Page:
DISCLAIMER: The results are specific to the facts and legal circumstances of each of the clients’ cases and should not be used to form an expectation that the same results could be obtained for other clients in similar matters without reference to the specific factual and legal circumstances of each client’s case.
The first time I watched the DUI video in this case, I shook my head in wonder as I racked my brain to come up with something, anything, that would save my client from getting convicted of DUI. But I always keep my word. So I watched the video again and again.
My client was stopped after making a wide turn and because he was riding on the tire rim after getting a flat tire. Rather than pull his car off the road and come to a stop in a safe place, my client stopped in the middle of the three-lane main thoroughfare having just gotten off I-95. The ever so conscientious Boca Raton police officer had my client step out of his car after noticing a strong odor of an alcoholic beverage. My client suffers from Cerebal Palsy and walks haltingly. But what might have been explained as being caused by his CP, my client was quick to volunteer having just left a bar where he had 4-vodkas. So there I am, holding with a bad driving pattern, physical characteristics consistent with impairment and an admission to drinking. Things did not look good, to say the least.
But then it struck me. The cop kept asking my client while conducting his investigation what my client struck that caused the flat tire. There is a law in Florida called the Accident-Report Priviledge ARP). Basically stated, the Accident-Report Priviledge says that drivers have a duty to tell the police how an accident that they were involved in occurred. These statements or priviledged and cannot be used againt a person who gets arrested, unless the officer tells the driver that he is finished with his accident investigation and is starting a criminal investigate. The law books describe it as the police having to make it clear that the police are switching hats and changing roles. Miranda warnings are required at this point. The police never read my client his Miranda rights, they never said that they were finished with their investigation into what he struck and how he got the flat tire.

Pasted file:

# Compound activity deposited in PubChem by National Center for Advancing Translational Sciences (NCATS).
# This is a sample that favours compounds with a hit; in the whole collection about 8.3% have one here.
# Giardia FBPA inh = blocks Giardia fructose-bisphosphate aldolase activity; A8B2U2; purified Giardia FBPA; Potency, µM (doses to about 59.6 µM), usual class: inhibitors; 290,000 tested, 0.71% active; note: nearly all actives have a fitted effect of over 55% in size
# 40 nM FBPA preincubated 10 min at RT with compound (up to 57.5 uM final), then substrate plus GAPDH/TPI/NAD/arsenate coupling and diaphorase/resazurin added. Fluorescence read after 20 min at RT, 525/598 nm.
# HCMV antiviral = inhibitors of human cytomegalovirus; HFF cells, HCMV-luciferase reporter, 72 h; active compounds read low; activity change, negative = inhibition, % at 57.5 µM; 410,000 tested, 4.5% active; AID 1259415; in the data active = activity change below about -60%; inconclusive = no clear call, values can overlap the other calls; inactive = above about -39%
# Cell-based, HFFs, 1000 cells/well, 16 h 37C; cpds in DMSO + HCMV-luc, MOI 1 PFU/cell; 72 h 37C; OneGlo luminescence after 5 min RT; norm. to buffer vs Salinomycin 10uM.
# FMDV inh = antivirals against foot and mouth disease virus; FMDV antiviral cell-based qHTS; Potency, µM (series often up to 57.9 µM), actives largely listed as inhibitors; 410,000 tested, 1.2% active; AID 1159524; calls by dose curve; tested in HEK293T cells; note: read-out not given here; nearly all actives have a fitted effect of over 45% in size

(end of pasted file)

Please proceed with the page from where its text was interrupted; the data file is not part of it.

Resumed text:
I filed a motion to suppress all evidence. The matter was set for hearing. The prosecutor called and told me she had a witness problem and wanted to know if I had an objection to her requesting a continuance. I told her that I didn’t object, but asked her about a reckless driving change of charge. She quickly nixed that idea before saying goodbye.
Five minutes later she called back and offered my client a reckless driving and agreed to dismiss the DUI. I think her request for continuance was denied even though I didn’t object. At the hearing when the plea to reckless was taken, I asked her if she watched the video and if she knew what I was going to argue if the suppression hearing had taken place.
She knew I was going to argue the ARP. She woundn’t admit that I would have won the motion. Either way, my client was happy with the result and that we beat the DUI!